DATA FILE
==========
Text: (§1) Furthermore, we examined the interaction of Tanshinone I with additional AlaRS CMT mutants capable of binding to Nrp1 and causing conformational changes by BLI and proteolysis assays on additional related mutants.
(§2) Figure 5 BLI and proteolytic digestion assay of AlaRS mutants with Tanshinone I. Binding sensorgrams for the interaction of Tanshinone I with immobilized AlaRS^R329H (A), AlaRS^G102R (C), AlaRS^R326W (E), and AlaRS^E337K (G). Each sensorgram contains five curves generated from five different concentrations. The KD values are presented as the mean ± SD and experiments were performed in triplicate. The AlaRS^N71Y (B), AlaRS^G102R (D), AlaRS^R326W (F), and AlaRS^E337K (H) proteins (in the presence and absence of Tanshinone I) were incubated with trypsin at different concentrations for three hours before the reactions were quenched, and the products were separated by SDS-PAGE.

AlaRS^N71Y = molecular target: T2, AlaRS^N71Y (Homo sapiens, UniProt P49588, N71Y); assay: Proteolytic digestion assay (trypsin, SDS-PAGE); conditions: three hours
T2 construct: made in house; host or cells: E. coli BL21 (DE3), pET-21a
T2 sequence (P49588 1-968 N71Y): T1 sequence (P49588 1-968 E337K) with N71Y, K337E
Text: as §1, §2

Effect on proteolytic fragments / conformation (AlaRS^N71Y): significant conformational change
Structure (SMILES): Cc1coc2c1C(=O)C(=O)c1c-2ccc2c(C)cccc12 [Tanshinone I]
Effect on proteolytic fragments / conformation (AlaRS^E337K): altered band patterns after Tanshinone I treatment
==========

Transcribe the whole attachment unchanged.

Text: (§1) Furthermore, we examined the interaction of Tanshinone I with additional AlaRS CMT mutants capable of binding to Nrp1 and causing conformational changes by BLI and proteolysis assays on additional related mutants.
(§2) Figure 5 BLI and proteolytic digestion assay of AlaRS mutants with Tanshinone I. Binding sensorgrams for the interaction of Tanshinone I with immobilized AlaRS^R329H (A), AlaRS^G102R (C), AlaRS^R326W (E), and AlaRS^E337K (G). Each sensorgram contains five curves generated from five different concentrations. The KD values are presented as the mean ± SD and experiments were performed in triplicate. The AlaRS^N71Y (B), AlaRS^G102R (D), AlaRS^R326W (F), and AlaRS^E337K (H) proteins (in the presence and absence of Tanshinone I) were incubated with trypsin at different concentrations for three hours before the reactions were quenched, and the products were separated by SDS-PAGE.

AlaRS^N71Y = molecular target: T2, AlaRS^N71Y (Homo sapiens, UniProt P49588, N71Y); assay: Proteolytic digestion assay (trypsin, SDS-PAGE); conditions: three hours
T2 construct: made in house; host or cells: E. coli BL21 (DE3), pET-21a
T2 sequence (P49588 1-968 N71Y): T1 sequence (P49588 1-968 E337K) with N71Y, K337E
Text: as §1, §2

Effect on proteolytic fragments / conformation (AlaRS^N71Y): significant conformational change
Structure (SMILES): Cc1coc2c1C(=O)C(=O)c1c-2ccc2c(C)cccc12 [Tanshinone I]
Effect on proteolytic fragments / conformation (AlaRS^E337K): altered band patterns after Tanshinone I treatment